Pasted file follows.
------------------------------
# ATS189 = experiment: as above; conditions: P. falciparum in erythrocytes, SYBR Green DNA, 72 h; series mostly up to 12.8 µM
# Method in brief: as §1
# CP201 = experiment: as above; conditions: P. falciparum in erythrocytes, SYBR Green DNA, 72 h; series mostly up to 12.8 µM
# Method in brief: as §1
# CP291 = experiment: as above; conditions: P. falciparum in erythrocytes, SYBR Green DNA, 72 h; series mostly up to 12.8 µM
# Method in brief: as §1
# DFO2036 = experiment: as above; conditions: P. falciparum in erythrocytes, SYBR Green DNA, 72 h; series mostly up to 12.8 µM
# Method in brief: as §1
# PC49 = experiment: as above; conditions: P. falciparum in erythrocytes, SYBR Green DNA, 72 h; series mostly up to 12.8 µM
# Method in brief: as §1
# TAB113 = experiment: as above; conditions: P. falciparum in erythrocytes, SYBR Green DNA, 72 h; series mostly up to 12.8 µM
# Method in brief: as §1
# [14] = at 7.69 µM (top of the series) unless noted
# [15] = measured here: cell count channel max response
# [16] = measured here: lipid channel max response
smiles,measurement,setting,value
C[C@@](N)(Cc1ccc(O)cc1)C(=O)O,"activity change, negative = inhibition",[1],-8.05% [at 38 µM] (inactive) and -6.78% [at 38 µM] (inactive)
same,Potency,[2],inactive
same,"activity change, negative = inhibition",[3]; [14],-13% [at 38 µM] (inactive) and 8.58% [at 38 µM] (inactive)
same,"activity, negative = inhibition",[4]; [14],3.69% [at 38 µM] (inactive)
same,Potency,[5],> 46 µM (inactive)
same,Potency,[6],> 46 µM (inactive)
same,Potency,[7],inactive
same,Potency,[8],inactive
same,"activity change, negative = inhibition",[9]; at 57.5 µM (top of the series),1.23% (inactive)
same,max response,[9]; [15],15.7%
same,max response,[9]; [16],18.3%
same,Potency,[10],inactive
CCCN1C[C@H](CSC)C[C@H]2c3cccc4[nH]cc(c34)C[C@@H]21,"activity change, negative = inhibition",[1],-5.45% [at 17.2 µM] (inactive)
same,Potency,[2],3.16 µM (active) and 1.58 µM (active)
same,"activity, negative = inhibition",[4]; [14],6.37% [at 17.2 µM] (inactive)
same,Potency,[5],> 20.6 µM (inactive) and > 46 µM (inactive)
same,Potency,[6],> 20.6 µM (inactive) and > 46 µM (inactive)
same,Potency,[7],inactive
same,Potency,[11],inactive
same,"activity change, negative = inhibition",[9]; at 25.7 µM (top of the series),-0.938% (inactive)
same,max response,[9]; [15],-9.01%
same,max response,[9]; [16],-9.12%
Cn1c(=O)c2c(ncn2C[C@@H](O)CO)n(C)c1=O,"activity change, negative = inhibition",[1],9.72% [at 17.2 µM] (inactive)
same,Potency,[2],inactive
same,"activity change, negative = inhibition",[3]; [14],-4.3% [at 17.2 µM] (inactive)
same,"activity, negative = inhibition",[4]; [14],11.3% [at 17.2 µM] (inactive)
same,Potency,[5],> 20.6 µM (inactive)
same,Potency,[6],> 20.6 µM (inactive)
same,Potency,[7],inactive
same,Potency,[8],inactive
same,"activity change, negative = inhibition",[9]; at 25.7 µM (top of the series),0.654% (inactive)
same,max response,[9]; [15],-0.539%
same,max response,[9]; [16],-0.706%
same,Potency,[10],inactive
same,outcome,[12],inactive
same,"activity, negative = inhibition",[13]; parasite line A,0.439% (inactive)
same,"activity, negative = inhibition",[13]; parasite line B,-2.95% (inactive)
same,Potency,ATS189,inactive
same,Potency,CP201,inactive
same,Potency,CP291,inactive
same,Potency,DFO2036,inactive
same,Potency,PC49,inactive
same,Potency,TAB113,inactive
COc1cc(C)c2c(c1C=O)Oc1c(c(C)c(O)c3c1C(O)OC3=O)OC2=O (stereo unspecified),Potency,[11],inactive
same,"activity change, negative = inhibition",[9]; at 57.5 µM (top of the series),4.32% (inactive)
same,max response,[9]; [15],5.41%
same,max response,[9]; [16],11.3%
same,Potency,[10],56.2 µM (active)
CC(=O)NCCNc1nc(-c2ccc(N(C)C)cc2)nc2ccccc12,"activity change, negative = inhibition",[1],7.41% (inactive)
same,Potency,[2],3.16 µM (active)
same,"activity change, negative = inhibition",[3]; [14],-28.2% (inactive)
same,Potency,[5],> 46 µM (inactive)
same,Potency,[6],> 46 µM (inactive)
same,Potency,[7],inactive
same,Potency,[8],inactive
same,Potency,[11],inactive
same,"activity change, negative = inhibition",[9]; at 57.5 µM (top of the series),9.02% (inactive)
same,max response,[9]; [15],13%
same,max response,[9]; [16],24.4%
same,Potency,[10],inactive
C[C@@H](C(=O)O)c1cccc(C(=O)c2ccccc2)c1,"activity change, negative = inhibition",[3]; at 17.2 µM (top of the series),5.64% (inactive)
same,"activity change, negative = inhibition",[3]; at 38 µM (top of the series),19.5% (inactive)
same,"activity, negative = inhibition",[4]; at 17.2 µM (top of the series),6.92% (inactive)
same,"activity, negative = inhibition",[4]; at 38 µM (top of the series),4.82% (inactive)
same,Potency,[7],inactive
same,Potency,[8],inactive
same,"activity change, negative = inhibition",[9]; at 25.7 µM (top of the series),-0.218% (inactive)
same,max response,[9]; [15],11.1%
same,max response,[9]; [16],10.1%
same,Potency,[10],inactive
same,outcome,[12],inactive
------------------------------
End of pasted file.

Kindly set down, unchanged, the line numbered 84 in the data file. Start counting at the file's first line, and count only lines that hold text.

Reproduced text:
same,max response,[9]; [15],11.1%